Art concepts only survive through their redefinition, and abstraction is overdue for a change.
In common language, used by both the general public and professionals, it means art without a depicted object. Fair enough but problematic, because most so called abstract art is not “abstract,” in the dictionary definition, but rather “concrete.” It may not represent, but it is something far from abstract. Colours, brushstrokes, shapes, materials are all presented as what they are; perhaps as more than they are but still concretely real. Representational art, belaboured as it is with references to an all too complex world, may perhaps be described as more “abstract” in principle.
Another definition, usually made with respect to primitive or tribal art, would characterize it as stylized, often symmetrical, very conventional and unchanging over time and geometrically regular. This kind of work is normally representation—it might depict totem animals or ancestor figures—but it is assumed to be “abstract” in comparison to a realism that renders the details of ordinary life. From this point of view an antique Kouros is more abstract than a Hellenistic carving of a water seller, for example.
I would like to propose that we move away from stylistic or descriptive markers of abstraction, and define abstraction as the negation of meaning.
Perhaps negation is too strong, too willful of a gesture. What lies in between the things that we know, in the blink, the momentary loss of attention? How many particulars does any particular thing have? Into what emptiness do we fall when we slip up? But this sounds too romantic. Either a will to negation, which sounds like an intention, or a quasi-mysticism, which stands in some special relationship to ordinary experience; both possibilities have already accumulated too much meaning in both art and life.
I would like to recall the words of Wallace Stevens, “the hum of thoughts evaded in the mind.” The hum is all the good ideas and bad that already exist, the artworks of the past freighted with value and significance, the accusations and rebuttals, the arguments and explanations that fill the normal day, the hopes and fears of the mind between tasks, the minutiae of how that accompanies those tasks—the evasion of all that is abstraction. It is conscious and deliberate but still something found rather than made.
In this view, abstraction is the very definition of freedom, though I would not call that its meaning. It is rather a concrete and material gesture that has a place in both the mind and body. It is identifiable with the new. It is also the very morality of art.
There are excellent political reasons for this view. In a world where there are far too many institutions, and individuals, eager to define the meaning of everything, art has to find a free and undetermined space. Until recently, in western secular society, spiritual freedom could be more or less taken for granted, but today the ubiquity of religion poses a real problem. Religions give a meaning to life, to death, to sex, to work, to family, to free time, even to art; in fact it seems that the role of religion is to close off every moment of life with a systematic meaning. Even free will has a place. It goes without saying that the systematic nature of religions is politically disastrous today. Religions have to be swallowed whole; one cannot pick and choose which aspects to accept and which to reject, because all together they form a coherent system. But leaving religion aside, even the secular institutions of our society compulsively ascribe meaning. Entrepeneurship, and capitalist institutions in general, may be more interested in how to do things than in what they mean, but implicitly they teach that meaning emerges from success as they define it. Science likewise is not devoid of the impulse to ascribe meaning; at certain further reaches of science the ultimate meaning ascribed to the activity is aesthetic.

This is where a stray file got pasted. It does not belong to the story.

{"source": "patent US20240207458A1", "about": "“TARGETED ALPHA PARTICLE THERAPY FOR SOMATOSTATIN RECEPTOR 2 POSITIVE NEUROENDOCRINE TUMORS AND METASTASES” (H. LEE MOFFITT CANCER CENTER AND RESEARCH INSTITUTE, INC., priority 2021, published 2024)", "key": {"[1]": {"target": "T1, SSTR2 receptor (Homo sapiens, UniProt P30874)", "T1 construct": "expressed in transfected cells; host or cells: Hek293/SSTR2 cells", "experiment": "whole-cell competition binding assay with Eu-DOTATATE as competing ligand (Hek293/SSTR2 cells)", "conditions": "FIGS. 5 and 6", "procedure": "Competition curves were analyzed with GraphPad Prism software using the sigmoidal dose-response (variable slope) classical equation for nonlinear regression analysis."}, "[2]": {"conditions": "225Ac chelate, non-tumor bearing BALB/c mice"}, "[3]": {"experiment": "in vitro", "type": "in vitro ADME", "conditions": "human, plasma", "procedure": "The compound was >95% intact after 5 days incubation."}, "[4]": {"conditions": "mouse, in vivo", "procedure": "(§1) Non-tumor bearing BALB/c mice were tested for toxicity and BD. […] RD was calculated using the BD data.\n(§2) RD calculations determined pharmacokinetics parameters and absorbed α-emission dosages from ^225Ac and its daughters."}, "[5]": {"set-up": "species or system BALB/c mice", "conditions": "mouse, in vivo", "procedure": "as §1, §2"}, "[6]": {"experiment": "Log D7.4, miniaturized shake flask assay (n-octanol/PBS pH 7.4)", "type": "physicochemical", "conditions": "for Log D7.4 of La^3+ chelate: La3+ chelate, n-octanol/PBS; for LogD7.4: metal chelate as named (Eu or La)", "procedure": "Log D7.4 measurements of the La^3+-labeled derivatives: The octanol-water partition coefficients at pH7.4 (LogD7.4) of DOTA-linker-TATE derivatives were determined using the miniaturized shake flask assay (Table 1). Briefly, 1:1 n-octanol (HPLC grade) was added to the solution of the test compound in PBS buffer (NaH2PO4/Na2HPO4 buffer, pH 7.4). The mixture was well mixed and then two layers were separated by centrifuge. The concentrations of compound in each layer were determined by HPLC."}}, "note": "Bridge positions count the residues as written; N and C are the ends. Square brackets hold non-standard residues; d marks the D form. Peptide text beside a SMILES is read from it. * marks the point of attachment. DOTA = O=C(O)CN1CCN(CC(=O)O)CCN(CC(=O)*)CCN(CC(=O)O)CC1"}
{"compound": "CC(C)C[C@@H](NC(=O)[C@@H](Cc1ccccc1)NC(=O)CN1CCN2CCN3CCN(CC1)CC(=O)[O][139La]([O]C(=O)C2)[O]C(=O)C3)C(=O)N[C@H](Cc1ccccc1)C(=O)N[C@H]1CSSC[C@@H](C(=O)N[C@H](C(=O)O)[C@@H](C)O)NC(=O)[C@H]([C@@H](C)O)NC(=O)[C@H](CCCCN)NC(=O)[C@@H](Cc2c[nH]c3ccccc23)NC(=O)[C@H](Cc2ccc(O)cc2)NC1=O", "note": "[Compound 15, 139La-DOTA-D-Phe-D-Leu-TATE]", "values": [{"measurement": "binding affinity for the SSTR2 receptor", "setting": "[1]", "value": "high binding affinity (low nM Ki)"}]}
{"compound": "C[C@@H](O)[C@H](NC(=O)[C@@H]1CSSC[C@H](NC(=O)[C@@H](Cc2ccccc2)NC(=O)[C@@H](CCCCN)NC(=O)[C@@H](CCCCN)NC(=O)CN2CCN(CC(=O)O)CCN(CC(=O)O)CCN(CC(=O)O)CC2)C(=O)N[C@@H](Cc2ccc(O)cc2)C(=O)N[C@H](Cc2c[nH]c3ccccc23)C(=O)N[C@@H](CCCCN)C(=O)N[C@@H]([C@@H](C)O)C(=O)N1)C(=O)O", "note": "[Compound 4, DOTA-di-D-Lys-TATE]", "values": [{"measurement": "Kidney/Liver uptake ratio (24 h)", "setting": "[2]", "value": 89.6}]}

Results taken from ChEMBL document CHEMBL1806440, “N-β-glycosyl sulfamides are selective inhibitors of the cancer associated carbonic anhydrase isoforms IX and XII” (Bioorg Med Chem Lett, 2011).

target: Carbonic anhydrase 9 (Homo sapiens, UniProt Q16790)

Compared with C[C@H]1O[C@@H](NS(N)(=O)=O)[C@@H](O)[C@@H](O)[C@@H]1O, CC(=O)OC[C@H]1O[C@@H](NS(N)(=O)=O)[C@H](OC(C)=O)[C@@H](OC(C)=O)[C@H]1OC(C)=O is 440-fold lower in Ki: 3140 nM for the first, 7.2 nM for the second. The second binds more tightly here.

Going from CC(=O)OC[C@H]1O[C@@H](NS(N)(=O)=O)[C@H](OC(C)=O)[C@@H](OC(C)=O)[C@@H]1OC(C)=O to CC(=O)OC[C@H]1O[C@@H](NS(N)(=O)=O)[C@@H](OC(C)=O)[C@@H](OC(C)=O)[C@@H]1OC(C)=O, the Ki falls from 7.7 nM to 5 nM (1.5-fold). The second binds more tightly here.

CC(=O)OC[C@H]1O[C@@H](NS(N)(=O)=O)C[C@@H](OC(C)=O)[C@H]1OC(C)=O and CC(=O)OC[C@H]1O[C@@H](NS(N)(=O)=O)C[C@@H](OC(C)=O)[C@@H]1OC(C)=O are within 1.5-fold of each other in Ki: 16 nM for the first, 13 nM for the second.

Art may be the exemplary space of freedom in our culture, but it is distressing how easily it can get caught in the flow of social meanings, even before it leaves the studio. Theories, narratives, intentions, personal memories and feelings, a kind of self indulgence that welcomes the emergence of one’s own personality in the work—these are all infringements of the artwork’s freedom, which means its capacity to become abstract in the definition I have proposed.
Abstraction then, is not easy to make. Perhaps no art is easy to make, but the difficulty of abstraction, which is also its attraction, is that difficulty itself is the point. In other words, the evasion of meaning can take the form of a very abstruse and distant thought. Yet visual art being what it is, namely visual, this thought, however reaching and difficult, usually reduces to a simple appearance. Difficulty and simplicity are the antithetical halves of great abstraction, leading to the formula that the best art looks simple but is really difficult, whereas the worst examples of conceptualism are exactly the opposite—they may look deep but really tell us nothing that we don’t already know.